Great players from several eras and positions are included in the second class of the Giants’ Ring of Honor, which the team revealed today.
The year’s group is: running back Alex Webster, linebackers Brad Van Pelt and Carl Banks, tight end Mark Bavaro and punter Dave Jennings.
They will be formally inducted into the Ring of Honor at halftime of the Giants’ game against the Green Bay Packers Sunday in MetLife Stadium.
“I’m honored and humbled and I never expected it,” Banks said of his induction. “That’s not why I played. I played to help my team, but I’m glad it’s happening.”
“It’s an honor,” Bavaro said. “It’s great company to be in. It’s very fitting I’m going in with Carl Banks. He helped me become a better player by practicing against him all the time.”
The five former players will join the original 30-member Ring of Honor class that included Wellington Mara, Bob Tisch, Frank Gifford, Mel Hein, Bill Parcells and Harry Carson.
The Giants’ 20011 Ring of Honor inductees:
Webster played his entire 10-year career (1955-64) for the Giants. He played in 109 games and
47 years after his retirement, he is fourth on the Giants’ career lists with 4,638 rushing yards and 1,196 carries. He also caught 240 passes for 2,679 yards and scored 56 touchdowns (39 rushing, 17 receiving). Webster was the second-leading rusher and scorer and the third-leading receiver for the 1956 NFL champion Giants. He was selected to the Pro Bowl in 1958 and 1961, when he ran for a career-high 928 yards. Webster was the Giants’ head coach from 1969-73.
Brad Van Pelt
Van Pelt played for the Giants from 1973-83, when the team had only one winning record, but he was one of the team’s very best players. Van Pelt joined Carson, Brian Kelley and later Lawrence Taylor to form the famed group of linebackers known as the “Crunch Bunch.” He was selected to play in the Pro Bowl every season from 1976-80. Van Pelt played in 143 games for the Giants in four home stadiums - Yankee Stadium, Yale Bowl, Shea Stadium and Giants Stadium – and for five head coaches - Bill Arnsparger, John McVay, Ray Perkins and Bill Parcells. He had 16 interceptions for the Giants. Van Pelt died on Feb. 17, 2009.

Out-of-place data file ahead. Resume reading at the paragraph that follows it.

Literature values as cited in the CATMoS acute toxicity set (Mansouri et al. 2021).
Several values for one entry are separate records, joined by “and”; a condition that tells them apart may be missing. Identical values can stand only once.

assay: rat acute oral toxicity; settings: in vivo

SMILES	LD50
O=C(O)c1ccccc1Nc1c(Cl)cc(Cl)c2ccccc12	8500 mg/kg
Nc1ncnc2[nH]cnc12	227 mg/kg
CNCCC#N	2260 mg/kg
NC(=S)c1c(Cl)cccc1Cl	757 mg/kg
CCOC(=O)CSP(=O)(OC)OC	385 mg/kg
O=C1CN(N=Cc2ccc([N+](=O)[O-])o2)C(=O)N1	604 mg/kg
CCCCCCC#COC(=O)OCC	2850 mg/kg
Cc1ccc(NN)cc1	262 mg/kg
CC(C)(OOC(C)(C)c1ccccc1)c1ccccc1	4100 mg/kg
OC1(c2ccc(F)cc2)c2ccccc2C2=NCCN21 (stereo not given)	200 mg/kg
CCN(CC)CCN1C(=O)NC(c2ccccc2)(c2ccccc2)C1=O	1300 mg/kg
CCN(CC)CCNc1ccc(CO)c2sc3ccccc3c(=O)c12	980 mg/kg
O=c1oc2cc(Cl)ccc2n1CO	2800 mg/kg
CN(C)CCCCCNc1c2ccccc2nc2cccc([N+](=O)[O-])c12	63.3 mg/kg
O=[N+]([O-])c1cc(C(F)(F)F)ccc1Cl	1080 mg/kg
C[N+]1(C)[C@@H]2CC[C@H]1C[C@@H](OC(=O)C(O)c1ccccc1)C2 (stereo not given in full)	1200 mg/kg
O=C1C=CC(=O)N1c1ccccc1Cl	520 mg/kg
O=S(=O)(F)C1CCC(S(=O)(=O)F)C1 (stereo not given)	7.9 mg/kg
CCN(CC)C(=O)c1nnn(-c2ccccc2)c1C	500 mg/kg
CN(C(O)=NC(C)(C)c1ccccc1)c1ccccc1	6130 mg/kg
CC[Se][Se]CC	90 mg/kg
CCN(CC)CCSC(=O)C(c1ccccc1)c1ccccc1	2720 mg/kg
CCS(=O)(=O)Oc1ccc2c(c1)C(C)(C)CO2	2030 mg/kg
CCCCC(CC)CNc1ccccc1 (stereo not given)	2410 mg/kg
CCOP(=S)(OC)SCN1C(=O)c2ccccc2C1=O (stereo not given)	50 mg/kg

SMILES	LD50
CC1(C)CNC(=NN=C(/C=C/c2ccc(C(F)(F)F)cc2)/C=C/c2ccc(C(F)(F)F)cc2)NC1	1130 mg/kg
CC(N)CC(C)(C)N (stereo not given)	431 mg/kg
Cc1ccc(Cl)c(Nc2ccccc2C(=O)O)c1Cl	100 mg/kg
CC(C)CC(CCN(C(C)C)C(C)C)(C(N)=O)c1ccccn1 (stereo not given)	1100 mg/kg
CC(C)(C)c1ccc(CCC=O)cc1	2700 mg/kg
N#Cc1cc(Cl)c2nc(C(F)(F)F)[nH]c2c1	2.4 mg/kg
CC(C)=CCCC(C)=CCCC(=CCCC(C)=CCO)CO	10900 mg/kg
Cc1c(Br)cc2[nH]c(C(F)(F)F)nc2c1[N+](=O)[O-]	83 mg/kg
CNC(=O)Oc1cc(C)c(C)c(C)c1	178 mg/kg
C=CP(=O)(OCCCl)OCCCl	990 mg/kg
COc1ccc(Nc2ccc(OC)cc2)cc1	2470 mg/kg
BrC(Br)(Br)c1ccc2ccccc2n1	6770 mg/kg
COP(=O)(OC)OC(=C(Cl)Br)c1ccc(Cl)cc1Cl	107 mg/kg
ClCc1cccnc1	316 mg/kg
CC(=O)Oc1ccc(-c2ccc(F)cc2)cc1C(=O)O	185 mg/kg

Banks was the third overall selection of the 1984 NFL Draft and played for the Giants through the 1992 season. He was one of the premier run-stoppers of his era, a standout on the teams that won Super Bowls XXI and XXV, a Pro Bowler in 1987 and a member of the NFL 1980’s All-Decade Team. Banks played in 126 regular season games and had 36.0 sacks, three interceptions and approximately 500 tackles. Banks is still closely affiliated with the Giants; since 2007, he has been an analyst on the Giants’ radio broadcasts.
Bavaro is one of the finest all-around tight ends in Giants history. An outstanding blocker, he is also 10th on the franchise’s career list with 266 receptions and 15th with 3,722 yards. Bavaro was a starter on the Giants’ 1986 and 1990 Super Bowl championship teams and a Pro Bowler in 1986 and ‘87. In the Giants’ first Super Bowl season, Bavaro led the team with 66 catches – twice as many as any teammate – for 1,001 yards to become the only tight end in Giants history with 1,000 receiving yards in a season.
Jennings is the most prolific punter in Giants history. A member of the team from 1974-84, Jennings holds the franchise records for punts (931) and yards (38,792). He was selected to play in the Pro Bowl in 1978, ‘79, ‘80 and ‘82. He punted a career-high 104 times in 1979, twice punted for more than 4,000 yards in a season and had a career-best 44.8-yard average in 1980.
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